A Survey of Sports Drinks and Gels
By Roy Stephenson
One of the major factors we can control to improve our running is hydration. It has long been established that keeping our fluids up while running will ensure optimal performance. And the corporations have not been slow to capitalise on this. Sports drinks, and more recently, sports gels, have flooded (sorry!) the sports market. Bottled sports drinks have an annual sales increase of 20% and total sales top $2 billion, according to MarketResearch.com.
And therein lies the problem - there are now so many brands of sports drinks, and so much hype about their benefits, that the uninitiated runner has no idea which ones work best to improve running performance. Most runners don't even realize that, apart from preventing dehydration, there are actually three other major proven benefits to ingesting these drinks. But sports also drinks have some significant disadvantages, as we'll see later.
Let's look at what the research says about their effectiveness, their functions, main ingredients, and the downside to drinking them, including their possible side effects. We'll look at how water compares to sports drinks, and end with some general advice to runners on how to take sports drinks. And as a bonus I'm going to list some home made sports drink recipes for you to mix to your own taste - experiment with them, and save yourself a lot of money.
How effective are Sports Drinks?
Many research papers show that a carbohydrate solution of about 6% - 8% enter the bloodstream as fast as water. Carbohydrate (usually in the form of glucose polymers like maltodextrin) and electrolyte additives also have the benefit of improving endurance performance.
What are the functions of Sports Drinks?
Minimize Dehydration - enhance running performance.
Sports drinks improve performance by minimizing the deterioration of performance due to dehydration, and providing carbohydrate to keep the muscles functioning optimally during running.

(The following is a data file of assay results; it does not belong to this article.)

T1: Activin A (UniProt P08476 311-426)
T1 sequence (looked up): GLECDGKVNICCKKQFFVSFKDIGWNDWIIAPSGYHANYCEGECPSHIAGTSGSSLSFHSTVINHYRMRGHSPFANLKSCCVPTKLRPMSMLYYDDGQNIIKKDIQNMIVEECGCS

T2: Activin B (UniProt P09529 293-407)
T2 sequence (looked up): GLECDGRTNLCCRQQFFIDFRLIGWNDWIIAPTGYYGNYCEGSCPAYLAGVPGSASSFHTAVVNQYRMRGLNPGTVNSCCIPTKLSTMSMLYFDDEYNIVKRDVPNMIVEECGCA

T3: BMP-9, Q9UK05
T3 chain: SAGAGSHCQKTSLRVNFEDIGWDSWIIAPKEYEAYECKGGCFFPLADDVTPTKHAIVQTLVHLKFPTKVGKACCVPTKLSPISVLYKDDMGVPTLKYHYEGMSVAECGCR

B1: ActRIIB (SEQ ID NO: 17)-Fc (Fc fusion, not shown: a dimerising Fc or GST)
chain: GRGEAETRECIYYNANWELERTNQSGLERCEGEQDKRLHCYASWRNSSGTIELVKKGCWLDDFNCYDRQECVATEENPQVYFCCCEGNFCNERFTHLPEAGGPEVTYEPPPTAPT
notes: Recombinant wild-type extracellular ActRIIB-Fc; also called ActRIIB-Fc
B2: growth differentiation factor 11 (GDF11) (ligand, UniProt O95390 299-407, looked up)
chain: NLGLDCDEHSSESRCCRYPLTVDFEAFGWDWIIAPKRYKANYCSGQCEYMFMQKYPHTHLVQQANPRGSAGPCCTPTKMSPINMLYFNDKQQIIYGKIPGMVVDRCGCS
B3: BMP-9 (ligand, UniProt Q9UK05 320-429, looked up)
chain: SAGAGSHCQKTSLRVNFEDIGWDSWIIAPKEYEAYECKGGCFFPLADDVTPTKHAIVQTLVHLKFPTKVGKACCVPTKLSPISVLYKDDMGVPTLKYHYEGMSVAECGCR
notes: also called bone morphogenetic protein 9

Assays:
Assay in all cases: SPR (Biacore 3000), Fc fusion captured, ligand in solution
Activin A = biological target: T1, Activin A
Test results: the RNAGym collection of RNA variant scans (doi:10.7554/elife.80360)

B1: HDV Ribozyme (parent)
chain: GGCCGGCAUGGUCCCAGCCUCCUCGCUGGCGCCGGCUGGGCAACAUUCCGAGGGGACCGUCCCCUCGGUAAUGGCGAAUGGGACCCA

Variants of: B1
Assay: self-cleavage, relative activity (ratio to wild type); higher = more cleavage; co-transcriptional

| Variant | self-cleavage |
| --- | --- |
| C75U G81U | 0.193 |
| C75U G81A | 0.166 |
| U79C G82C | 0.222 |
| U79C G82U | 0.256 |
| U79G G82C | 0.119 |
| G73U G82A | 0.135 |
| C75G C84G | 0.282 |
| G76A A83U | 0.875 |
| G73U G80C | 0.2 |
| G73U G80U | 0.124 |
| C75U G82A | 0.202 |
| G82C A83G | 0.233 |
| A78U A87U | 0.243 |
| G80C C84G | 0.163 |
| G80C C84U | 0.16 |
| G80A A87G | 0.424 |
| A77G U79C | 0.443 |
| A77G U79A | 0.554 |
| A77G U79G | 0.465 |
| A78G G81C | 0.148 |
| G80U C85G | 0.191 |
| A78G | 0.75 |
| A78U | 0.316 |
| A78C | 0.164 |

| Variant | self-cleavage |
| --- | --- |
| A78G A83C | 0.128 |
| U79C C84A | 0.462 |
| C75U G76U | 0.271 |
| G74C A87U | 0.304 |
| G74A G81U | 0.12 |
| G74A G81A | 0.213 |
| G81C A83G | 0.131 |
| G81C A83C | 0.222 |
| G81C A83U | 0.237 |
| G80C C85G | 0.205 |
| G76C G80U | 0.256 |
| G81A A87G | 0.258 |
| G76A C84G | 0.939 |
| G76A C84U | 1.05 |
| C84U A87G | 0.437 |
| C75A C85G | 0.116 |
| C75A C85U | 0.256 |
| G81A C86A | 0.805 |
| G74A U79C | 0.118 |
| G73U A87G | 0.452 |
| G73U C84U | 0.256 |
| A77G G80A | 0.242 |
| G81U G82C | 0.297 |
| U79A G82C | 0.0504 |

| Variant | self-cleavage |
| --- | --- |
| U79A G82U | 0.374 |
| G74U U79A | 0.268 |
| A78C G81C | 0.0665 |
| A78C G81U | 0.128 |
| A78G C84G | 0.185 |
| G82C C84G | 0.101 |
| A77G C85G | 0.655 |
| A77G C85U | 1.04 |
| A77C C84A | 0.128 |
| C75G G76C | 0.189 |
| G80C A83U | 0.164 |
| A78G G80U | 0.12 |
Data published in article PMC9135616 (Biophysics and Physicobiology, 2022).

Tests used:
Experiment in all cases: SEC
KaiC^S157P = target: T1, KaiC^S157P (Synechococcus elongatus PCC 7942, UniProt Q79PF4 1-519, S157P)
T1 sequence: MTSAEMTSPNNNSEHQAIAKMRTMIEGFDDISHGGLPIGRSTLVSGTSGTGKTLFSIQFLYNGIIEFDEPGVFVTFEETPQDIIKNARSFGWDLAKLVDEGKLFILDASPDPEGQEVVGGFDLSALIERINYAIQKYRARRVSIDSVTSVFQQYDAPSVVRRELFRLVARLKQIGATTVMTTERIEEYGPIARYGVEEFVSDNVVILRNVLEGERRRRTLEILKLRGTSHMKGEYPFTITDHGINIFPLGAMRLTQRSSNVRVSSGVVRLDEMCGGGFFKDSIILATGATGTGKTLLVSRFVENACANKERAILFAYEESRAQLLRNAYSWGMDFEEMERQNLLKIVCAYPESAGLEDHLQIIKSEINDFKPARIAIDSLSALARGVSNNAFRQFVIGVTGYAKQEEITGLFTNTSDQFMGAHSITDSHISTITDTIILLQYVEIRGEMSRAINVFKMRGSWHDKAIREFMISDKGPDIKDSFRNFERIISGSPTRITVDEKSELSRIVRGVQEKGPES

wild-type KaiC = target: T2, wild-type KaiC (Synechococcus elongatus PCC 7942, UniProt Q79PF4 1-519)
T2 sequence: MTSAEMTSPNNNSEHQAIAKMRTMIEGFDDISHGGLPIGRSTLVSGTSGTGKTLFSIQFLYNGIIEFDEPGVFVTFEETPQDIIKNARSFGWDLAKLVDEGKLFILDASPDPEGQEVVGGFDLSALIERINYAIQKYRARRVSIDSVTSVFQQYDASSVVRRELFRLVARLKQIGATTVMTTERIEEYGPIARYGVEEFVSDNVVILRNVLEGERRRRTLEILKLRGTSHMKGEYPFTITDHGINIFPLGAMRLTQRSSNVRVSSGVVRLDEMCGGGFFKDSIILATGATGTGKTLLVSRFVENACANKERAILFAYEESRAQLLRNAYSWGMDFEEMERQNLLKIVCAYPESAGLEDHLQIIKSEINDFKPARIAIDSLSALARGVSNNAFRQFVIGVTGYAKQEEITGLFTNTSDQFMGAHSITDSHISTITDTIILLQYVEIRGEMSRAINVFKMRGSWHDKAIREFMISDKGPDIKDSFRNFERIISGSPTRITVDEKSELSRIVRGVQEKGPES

Prevent Heat Injury
Many of you have probably figured out that if you have lots of fluids before and during a long distance race or training run on hot, humid days, you don't seem to be as badly affected by the heat. Drinking fluids are a good way to avoid heat exhaustion or heat stroke.
Sports drinks help you replace the calories you burned up during your training run, an important key to staying healthy and being able to continue training, day after day, at a high intensity or over long distances. This is more of a problem with elite and highly trained runners than with semi-serious and recreational runners, because of the enormous amount of calories burned.
Consider these astonishing energy expenditures of elite distance runners: their daily workouts burn from 800 calories to three times that, bringing their total daily caloric needs up in the region of 4,000-5,000 calories. That's a lot of grub for a skinny runner weighing only 150 pounds or less!
Help Muscles and Immune System Recover Faster
Recent research shows that certain ingesting carbohydrates and proteins within an hour of finishing training or racing efforts, help our muscle tissue recover and regenerate quicker, and replace lost electrolytes. They may even help prevent upper respiratory tract infections.